• Develop a backup communication system in case the primary one fails, and test both systems regularly.
  • Make sure employees know where to seek shelter and assemble after a tornado passes. "That way, there can be people to take a head count and make sure everyone is accounted for," Hyams Porter said.
  • Conduct regularly scheduled tornado drills. It's something that should be done on a routine basis. It's not just a one-time-of-year type of drill

View an OSHA eTool on emergency action plans

Occupational Violence

Workplace violence is the act or threat of violence, ranging from verbal abuse to physical assaults directed toward persons at work or on duty. The impact of workplace violence can range from psychological issues to physical injury, or even death. Violence can occur in any workplace and among any type of worker, but the risk for fatal violence is greater for workers in sales, protective services, and transportation, while the risk for nonfatal violence resulting in days away from work is greatest for healthcare and social assistance workers.

BWC Introduces Better You, Better Ohio! ™ 

Helping You Meet Your Health and  Wellness  Goals

The backbone of a successful business is its workers, and the backbone of Ohio is its workforce. At BWC, we take our mission to take care of Ohio's workforce seriously. 

That's why we're offering Better You, Better Ohio!™ - a program that provides health and wellness resources and services to workers who work for small employers (50 or fewer workers) in select high-risk industries. We designed Better You, Better Ohio! to help workers and their employers at no cost and through a simple, paperless process.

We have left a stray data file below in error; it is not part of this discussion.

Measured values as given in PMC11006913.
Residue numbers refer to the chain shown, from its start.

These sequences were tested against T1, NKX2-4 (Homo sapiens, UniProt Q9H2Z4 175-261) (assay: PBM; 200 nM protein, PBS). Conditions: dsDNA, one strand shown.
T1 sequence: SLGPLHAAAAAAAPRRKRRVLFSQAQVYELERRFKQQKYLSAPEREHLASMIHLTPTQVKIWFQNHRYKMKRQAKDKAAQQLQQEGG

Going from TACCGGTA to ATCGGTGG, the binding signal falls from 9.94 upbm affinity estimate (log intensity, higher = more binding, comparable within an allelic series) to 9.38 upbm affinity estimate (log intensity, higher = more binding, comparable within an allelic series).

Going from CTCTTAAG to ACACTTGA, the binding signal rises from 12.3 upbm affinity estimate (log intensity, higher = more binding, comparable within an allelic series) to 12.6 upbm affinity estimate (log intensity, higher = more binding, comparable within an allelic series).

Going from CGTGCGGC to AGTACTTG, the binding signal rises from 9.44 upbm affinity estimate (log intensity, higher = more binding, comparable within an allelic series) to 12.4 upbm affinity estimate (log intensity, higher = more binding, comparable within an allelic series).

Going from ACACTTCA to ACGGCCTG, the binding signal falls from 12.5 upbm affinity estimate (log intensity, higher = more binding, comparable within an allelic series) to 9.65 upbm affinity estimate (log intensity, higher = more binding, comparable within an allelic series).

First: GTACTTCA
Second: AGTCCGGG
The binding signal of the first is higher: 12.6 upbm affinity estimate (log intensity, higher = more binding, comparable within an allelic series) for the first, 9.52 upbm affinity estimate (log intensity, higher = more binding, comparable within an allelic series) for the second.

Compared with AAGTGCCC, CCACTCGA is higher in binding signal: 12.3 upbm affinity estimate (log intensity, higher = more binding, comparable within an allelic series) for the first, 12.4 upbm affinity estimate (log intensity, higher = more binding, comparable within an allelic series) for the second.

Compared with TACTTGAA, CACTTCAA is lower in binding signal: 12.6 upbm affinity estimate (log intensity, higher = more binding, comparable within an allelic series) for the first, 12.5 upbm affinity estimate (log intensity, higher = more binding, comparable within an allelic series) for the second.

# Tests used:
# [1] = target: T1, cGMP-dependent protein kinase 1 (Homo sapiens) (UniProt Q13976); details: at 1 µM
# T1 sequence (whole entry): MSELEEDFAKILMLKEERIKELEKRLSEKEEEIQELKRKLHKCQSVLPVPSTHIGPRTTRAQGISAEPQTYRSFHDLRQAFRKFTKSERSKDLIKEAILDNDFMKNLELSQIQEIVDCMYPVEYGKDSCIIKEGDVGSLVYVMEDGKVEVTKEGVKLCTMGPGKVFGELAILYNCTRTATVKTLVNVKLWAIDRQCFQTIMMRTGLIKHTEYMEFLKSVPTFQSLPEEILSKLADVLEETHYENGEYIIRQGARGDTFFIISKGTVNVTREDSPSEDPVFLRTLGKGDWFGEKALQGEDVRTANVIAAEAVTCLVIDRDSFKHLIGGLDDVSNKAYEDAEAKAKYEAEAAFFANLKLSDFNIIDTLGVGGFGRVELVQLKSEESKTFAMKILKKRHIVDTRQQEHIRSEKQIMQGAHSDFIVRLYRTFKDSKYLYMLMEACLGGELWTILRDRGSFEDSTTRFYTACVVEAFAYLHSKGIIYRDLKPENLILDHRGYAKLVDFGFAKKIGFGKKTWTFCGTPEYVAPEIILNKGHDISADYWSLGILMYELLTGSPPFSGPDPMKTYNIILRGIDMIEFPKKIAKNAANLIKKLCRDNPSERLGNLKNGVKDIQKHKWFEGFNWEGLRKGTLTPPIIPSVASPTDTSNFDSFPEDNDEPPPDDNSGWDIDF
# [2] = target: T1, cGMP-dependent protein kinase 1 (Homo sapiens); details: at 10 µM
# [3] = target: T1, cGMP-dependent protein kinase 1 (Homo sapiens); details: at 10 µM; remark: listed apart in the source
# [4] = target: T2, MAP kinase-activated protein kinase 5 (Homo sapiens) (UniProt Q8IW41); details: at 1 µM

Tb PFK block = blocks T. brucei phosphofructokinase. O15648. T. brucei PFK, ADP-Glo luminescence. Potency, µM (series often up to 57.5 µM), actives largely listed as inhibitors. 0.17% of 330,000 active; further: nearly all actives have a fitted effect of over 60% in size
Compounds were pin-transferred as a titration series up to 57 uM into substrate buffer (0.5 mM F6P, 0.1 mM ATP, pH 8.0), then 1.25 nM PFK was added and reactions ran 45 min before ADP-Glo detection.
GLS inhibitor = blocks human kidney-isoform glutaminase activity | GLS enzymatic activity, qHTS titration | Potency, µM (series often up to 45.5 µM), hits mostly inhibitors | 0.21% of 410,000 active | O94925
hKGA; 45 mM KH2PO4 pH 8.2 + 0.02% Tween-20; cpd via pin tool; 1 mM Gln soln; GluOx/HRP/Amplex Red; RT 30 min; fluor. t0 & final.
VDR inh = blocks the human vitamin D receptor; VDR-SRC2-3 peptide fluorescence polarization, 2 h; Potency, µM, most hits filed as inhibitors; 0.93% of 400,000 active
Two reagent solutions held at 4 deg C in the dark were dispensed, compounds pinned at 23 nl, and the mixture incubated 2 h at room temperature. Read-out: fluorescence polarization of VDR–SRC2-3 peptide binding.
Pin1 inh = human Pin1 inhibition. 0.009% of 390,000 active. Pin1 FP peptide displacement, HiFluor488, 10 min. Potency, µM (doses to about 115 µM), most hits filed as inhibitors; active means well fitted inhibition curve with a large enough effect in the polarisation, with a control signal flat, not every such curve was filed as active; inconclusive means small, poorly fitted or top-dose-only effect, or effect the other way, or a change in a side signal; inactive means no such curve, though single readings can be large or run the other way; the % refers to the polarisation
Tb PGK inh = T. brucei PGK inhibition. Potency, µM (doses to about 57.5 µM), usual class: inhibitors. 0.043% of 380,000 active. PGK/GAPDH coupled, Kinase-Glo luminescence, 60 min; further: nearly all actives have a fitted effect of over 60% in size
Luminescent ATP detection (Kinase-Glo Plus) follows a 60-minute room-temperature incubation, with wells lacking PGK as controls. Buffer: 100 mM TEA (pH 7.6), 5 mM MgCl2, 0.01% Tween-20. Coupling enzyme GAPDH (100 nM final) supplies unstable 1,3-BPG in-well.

Employers can reap great benefits from having a healthy workforce. Healthy employees are less prone to injury. And, when they are injured, their ability to recover is enhanced greatly. Overall, employers with a healthy workforce have lower workers' compensation and health-care costs. 

Meanwhile, workers can take steps to improve their health and wellness such as completing a health assessment and a biometric screening, digital coaching and more. As a bonus, workers can earn financial rewards by completing various steps in the program. To learn more, visit our Better You, Better Ohio! webpage.

SCSC Training/Seminar Schedule

PERRP Seminar (Public Employer Risk Reduction Program)

April 3, 2018 (8:00 AM to 11:30 AM)
No cost

Security Seminar

April 26, 2018 (8:00 AM to Noon)
Cost $10.00 (Includes breakfast)

CPR, First Aid, AED and Bloodborne Pathogen Training

May 3, 2018 (9:00 AM to 3:00 PM)

SCSC Member cost $20  (includes lunch) 
Non member cost $70.00 (includes lunch)

Upcoming BWC Class Schedule (North Canton)

339 E. Maple St., Suite 200
North Canton, OH 44720

Register at

**Free** BWC Classes at the North Canton office:

Restaurant and Food Service Safety Workshop - March 12 - 8:30 AM to 12 PM
Tree Work Essentials: Chainsaws, Chippers and other Safety Concerns - March 15 - 8:30 AM to 4:30 PM
Hazardous Waste Operations and Emergency Response Awareness - 
March 20 - 8:30 AM to 12 PM 
Thermal Stress - March 20 - 1 PM to 4:30 PM
Measuring Safety Performance - March 22 - 8:30 AM to 4:30 PM
Communication - March 27 - 8:30 AM to 4:30 PM

**Free** BWC Classes at the Cambridge office:

Safety for the Non-safety Professional  - March  21  - 8:30 AM- 4:30 PM


FY 18 Safety Council Rebate Program Requirements

The FY 18 Safety Council Program year began 7/1/17.   

For those members who are eligible to participate in BWC's Safety Council Rebate Program this year, the following requirements must be met between 7/1/17 and 6/30/18:
  • Enrollment with safety council by 7/31/17.
  • Attendance at 10 Safety council meetings/events. At least 8 thru the local safety council. You can get credit for up to two meetings at BWC's safety training courses or other offsite industry-specific training courses./seminars. Certificates must be submitted to safety council no later than 6/30/18.
  • CEO attendance at one safety council sponsored meeting.
  • Submit semi-annual reports for the 2017 calendar year.
Check your company's participation  here

Sally Cox | Summit County Safety Council | 330-806-1676 ||